HL Deb 14 October 2003 vol 653 cc112-3WA
Lord Lester of Herne Hill

asked Her Majesty's Government:

Whether they intend to create a citizens’ information register to bring together the existing information held by the Government and their agents on the citizens of the United Kingdom. [HL4616]

The Parliamentary Under-Secretary of State, Department for Culture, Media and Sport (Lord McIntosh of Haringey)

The information requested falls within the responsibility of the Registrar General, who has been asked to reply.

Letter from the Registrar General, Len Cook, dated 14 October 2003.

As Registrar General for England and Wales, I have been asked to reply to your recent question about a citizens information register. (HL4616).

There is a joint project between HM Treasury and the Office of the Registrar General for England & Wales to examine the feasibility of holding up-to-date contact details (name, address, date of birth and a unique personal number) of everyone in a population register. The intention would be to simplify citizens' life, for example when they move address, and also improve delivery of some public services. This project is called the "citizen information project" (the CIP). An information note about the CIP has been available on the Treasury website and the General Register Office website (http://www.statistics.gov.uk/ registration/cip.asp) since February 2003 and was updated in August. The project is also mentioned in the latest ONS Annual Report to Parliament (the Registrar General's activities are reported alongside those of the National Statistician) and in a recent review of population estimates. The Annual Report will be examined by the Treasury Select Committee on 15 October.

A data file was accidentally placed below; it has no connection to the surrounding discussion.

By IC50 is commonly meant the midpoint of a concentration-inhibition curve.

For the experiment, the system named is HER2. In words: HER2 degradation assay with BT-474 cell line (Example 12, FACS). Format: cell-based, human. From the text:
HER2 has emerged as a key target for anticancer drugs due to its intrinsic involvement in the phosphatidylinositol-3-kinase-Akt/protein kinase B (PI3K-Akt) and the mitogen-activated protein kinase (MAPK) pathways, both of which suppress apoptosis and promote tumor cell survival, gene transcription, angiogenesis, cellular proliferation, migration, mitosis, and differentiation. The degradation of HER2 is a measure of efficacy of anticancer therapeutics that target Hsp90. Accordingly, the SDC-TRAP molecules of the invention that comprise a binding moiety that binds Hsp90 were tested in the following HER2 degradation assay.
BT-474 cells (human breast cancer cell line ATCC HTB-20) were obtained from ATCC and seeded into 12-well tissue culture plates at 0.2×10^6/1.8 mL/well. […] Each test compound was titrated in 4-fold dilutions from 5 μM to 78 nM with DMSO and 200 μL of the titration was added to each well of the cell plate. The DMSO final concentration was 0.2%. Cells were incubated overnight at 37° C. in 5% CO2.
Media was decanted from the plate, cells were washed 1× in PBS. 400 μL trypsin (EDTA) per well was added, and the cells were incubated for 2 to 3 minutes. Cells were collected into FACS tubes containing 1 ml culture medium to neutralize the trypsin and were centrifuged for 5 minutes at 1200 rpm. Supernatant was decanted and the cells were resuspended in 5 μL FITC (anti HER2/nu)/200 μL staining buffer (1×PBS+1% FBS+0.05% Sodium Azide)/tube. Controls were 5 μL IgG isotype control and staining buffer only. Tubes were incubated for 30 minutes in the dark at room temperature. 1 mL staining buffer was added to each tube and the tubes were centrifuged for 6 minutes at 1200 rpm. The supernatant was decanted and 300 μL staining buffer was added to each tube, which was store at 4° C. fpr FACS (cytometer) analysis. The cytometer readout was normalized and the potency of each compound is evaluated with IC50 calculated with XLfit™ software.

The feasibility study was presented to Ministers in June 2003 and I will publish it after Ministers have considered it. The report recommends further investigative work, which it is anticipated will last between 15 and 18 months before any final decision is taken. During this period, there would be full public consultation and the preparation of legislation, which would be necessary to create such a register.

Moreover, any proposals that emerge will be fully consistent with data protection and privacy law. Any personal information collected by me, as Registrar General, is subject to confidentiality obligations defined by law. I will publish a study on whether or not this project can be done once the appropriate further investigations and consultation have been completed.